Is Australia's National Medicines Policy failing? The case of COX-2 inhibitors

Agnes Vitry, Joel Lexchin, Peter R. Mansfield

Research output: Contribution to journalReview articlepeer-review

1 Citation (Scopus)


Australia has a National Medicines Policy with aims that include quality use of medicines, but policy stakeholders failed to protect Australia from the COX-2 (cyclo-oxygenase-2) inhibitor disaster. Drug regulators did not warn prescribers appropriately about potential cardiovascular risks. The Pharmaceutical Benefits Scheme did not limit unjustified drug expenditures on COX-2 inhibitors. Drug companies ran intense and misleading promotional campaigns on COX-2 inhibitors without adequate controls. Independent drug information was insufficient to counter the effects of the millions of dollars spent on advertising. Core elements of the National Medicines Policy - in particular the drug approval process, the post-marketing surveillance system, the control of drug promotion, and the quality of independent drug information - require major reappraisal if we want to avoid similar disasters in the future.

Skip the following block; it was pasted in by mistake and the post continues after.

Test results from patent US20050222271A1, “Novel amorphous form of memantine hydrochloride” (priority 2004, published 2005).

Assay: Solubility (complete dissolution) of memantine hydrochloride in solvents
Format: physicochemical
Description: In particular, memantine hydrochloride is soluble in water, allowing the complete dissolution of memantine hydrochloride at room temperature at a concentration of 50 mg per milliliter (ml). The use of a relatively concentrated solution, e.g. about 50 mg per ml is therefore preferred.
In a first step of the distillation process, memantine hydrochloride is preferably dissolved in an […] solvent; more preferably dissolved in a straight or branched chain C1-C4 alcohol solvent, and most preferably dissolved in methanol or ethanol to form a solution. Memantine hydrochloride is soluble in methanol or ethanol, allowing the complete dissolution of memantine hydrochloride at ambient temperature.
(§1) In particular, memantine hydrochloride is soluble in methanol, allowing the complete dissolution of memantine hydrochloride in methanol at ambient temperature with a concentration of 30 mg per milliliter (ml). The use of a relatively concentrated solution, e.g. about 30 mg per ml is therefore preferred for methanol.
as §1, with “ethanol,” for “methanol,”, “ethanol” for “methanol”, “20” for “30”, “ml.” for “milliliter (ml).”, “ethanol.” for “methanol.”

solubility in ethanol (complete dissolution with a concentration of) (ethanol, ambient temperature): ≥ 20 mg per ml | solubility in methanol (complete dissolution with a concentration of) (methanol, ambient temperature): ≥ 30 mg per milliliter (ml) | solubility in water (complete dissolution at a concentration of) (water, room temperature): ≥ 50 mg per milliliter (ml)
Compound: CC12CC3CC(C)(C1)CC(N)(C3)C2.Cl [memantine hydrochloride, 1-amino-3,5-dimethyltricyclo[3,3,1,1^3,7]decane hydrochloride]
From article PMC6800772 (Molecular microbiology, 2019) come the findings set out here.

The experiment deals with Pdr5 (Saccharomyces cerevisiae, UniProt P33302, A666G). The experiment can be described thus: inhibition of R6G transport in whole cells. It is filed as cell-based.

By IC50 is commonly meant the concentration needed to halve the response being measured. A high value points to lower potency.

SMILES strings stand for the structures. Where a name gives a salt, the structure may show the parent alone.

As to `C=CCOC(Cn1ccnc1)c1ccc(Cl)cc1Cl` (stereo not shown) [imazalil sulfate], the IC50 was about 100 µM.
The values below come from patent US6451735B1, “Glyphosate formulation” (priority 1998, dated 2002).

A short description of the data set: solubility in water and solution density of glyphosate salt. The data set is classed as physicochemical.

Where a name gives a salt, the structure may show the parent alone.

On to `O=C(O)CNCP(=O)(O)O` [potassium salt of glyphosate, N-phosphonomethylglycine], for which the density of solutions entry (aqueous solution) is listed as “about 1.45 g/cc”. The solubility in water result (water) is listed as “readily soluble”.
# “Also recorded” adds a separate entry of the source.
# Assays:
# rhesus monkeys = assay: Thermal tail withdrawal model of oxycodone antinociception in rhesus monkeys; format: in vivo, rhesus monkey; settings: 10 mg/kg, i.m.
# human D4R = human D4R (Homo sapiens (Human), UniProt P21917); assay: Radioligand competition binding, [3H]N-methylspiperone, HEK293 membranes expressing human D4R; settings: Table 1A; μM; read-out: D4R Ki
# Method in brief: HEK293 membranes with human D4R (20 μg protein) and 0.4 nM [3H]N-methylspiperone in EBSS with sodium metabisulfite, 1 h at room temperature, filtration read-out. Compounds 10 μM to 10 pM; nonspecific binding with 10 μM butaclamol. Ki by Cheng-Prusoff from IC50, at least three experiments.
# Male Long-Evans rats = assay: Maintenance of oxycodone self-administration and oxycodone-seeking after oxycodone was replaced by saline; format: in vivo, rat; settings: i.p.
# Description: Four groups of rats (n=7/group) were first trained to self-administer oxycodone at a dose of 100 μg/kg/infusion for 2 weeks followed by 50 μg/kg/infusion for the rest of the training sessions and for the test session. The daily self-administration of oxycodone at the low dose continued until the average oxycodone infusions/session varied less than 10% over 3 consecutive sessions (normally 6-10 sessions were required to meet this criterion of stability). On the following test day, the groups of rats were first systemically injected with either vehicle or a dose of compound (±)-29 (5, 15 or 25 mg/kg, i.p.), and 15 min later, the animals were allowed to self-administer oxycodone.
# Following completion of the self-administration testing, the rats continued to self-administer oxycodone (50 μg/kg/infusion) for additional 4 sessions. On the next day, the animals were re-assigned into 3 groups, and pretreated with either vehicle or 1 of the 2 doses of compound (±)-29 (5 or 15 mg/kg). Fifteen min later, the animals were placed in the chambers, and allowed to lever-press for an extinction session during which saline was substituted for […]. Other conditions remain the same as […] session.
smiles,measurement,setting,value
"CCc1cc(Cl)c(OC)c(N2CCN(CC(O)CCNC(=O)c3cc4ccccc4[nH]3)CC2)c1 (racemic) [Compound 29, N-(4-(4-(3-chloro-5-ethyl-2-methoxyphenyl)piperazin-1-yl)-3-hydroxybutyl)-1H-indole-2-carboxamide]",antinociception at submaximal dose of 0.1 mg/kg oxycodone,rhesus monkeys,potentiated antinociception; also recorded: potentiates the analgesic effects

Original languageEnglish
Pages (from-to)735-744
Number of pages10
JournalInternational Journal of Health Services
Issue number4
Publication statusPublished or Issued - 2007
Externally publishedYes

ASJC Scopus subject areas

  • Health Policy

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